personal finance

Why Some Divorced Parents May Want to Opt Out of the Advance Child Tax Credit


Tens of millions of families will start receiving advance payments of the enhanced child tax credit (CTC) automatically on Thursday, July 15. The credits are worth up to $300 per child under 6 each month through the end of the year, and $250 per child aged 6 through 17.

But divorced parents may want to opt out.

Only one parent can claim the credit for each child each year; it cannot be split up. Typically, the parent who has custody of the child for more time receives it. But in other cases, parents may alternate who gets the credit each year or have agreements in which one parent always claims the credit.

The advance credits will be based on 2020 tax returns, or the most recent year the IRS has on file. Technically, though, the parent claiming the dependents for 2021 should get the payments, which can complicate things if the parents alternate years.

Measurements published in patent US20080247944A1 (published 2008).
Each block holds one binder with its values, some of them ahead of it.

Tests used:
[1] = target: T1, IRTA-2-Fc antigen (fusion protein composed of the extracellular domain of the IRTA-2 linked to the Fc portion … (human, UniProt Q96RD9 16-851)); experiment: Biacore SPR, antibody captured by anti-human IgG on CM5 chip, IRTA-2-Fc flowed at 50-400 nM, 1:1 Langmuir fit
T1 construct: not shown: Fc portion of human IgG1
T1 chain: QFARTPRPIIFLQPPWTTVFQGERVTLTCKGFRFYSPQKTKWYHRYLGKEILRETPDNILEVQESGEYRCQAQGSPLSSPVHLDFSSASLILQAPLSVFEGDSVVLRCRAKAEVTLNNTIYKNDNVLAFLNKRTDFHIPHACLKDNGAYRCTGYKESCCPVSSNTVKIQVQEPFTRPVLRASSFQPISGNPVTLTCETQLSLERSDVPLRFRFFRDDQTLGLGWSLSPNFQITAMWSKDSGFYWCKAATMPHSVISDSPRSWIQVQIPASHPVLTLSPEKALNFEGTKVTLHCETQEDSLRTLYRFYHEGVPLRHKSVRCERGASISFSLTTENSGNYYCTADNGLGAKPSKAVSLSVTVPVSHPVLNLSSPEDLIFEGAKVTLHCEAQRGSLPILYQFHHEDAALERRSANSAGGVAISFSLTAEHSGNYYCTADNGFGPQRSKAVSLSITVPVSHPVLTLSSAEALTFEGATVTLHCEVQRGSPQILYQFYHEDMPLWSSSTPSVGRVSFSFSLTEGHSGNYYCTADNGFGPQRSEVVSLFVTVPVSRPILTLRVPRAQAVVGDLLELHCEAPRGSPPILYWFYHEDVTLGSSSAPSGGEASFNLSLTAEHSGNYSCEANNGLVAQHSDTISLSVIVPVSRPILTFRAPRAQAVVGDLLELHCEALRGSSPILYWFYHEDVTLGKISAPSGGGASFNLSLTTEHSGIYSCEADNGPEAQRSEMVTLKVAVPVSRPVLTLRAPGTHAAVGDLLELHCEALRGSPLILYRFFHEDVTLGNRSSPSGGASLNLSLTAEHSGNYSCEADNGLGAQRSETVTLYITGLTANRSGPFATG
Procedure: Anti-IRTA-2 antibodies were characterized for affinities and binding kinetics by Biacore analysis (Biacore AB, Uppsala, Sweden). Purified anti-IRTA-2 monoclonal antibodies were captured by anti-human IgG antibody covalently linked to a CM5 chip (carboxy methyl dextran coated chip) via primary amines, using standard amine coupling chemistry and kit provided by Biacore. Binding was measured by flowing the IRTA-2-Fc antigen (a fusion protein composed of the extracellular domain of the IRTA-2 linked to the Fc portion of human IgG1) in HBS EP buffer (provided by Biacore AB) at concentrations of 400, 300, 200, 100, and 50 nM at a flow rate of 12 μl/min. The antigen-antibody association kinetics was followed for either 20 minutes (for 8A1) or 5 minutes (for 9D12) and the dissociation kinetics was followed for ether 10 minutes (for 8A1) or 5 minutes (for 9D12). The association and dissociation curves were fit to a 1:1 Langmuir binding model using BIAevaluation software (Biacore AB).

If Parent A claimed the child in 2020 but Parent B will claim him or her in 2021, Parent A will still get the advance payments, which means they may want to go ahead and waive them now, says Janet Holtzblatt, senior fellow at the Urban-Brookings Tax Policy Center.

Otherwise, "there's a risk that if you'll have to repay it" next tax season, Holtzblatt says. That depends on income: Individuals making less than $40,000 ($60,000 for couples filing jointly) who receive an overpayment of the credit will not need to repay it.

Parents can opt out of the payments using the IRS's online portal. Later this year, the parent who was not the custodian last year but is this year will be able to use the portal to update information on their qualifying children to get the advanced monthly payments, according to the IRS.

Next tax season, that parent can also claim the full amount of the enhanced CTC when they files their 2021 return.

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